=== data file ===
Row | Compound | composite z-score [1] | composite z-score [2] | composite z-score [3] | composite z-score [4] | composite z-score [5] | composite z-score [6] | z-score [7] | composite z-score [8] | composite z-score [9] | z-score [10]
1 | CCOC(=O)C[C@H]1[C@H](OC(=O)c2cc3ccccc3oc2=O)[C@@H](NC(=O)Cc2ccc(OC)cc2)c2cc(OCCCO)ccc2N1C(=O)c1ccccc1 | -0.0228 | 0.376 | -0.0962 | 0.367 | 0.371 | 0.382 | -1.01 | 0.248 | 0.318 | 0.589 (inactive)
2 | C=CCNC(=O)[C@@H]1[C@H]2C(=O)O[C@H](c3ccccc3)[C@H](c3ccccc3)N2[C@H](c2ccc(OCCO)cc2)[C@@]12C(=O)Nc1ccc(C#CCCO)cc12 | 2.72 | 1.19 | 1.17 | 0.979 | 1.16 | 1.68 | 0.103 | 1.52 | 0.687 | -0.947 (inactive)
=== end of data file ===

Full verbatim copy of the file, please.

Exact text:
Row | Compound | composite z-score [1] | composite z-score [2] | composite z-score [3] | composite z-score [4] | composite z-score [5] | composite z-score [6] | z-score [7] | composite z-score [8] | composite z-score [9] | z-score [10]
1 | CCOC(=O)C[C@H]1[C@H](OC(=O)c2cc3ccccc3oc2=O)[C@@H](NC(=O)Cc2ccc(OC)cc2)c2cc(OCCCO)ccc2N1C(=O)c1ccccc1 | -0.0228 | 0.376 | -0.0962 | 0.367 | 0.371 | 0.382 | -1.01 | 0.248 | 0.318 | 0.589 (inactive)
2 | C=CCNC(=O)[C@@H]1[C@H]2C(=O)O[C@H](c3ccccc3)[C@H](c3ccccc3)N2[C@H](c2ccc(OCCO)cc2)[C@@]12C(=O)Nc1ccc(C#CCCO)cc12 | 2.72 | 1.19 | 1.17 | 0.979 | 1.16 | 1.68 | 0.103 | 1.52 | 0.687 | -0.947 (inactive)